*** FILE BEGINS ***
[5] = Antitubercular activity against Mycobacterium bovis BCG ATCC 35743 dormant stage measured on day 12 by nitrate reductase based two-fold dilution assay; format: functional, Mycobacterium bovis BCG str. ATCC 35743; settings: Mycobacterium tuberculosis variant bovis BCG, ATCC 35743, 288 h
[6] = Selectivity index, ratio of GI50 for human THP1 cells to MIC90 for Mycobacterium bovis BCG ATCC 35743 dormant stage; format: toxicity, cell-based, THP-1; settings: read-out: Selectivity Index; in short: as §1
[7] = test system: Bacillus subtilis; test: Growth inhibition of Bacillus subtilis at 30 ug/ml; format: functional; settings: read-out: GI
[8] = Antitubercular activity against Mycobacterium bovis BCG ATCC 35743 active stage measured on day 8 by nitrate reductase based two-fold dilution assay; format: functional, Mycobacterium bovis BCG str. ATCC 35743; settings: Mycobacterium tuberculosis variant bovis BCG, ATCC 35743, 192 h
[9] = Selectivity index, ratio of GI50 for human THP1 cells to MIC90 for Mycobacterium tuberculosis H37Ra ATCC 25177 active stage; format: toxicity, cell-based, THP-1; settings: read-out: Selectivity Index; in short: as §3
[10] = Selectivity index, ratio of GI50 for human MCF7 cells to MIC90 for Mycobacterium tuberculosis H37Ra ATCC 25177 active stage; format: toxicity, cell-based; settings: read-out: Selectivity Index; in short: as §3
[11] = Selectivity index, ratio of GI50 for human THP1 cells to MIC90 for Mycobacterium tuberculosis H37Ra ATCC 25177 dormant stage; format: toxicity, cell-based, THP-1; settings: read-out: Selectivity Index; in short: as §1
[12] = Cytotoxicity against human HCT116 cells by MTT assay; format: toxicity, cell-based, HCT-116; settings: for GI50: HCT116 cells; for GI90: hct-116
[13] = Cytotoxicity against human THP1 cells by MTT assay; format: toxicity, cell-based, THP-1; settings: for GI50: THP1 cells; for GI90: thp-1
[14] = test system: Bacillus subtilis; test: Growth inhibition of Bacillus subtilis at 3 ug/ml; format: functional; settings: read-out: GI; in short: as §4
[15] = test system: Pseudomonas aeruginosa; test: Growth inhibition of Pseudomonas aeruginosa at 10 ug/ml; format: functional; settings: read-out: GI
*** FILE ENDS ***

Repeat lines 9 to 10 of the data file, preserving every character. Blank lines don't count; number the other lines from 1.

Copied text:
[13] = Cytotoxicity against human THP1 cells by MTT assay; format: toxicity, cell-based, THP-1; settings: for GI50: THP1 cells; for GI90: thp-1
[14] = test system: Bacillus subtilis; test: Growth inhibition of Bacillus subtilis at 3 ug/ml; format: functional; settings: read-out: GI; in short: as §4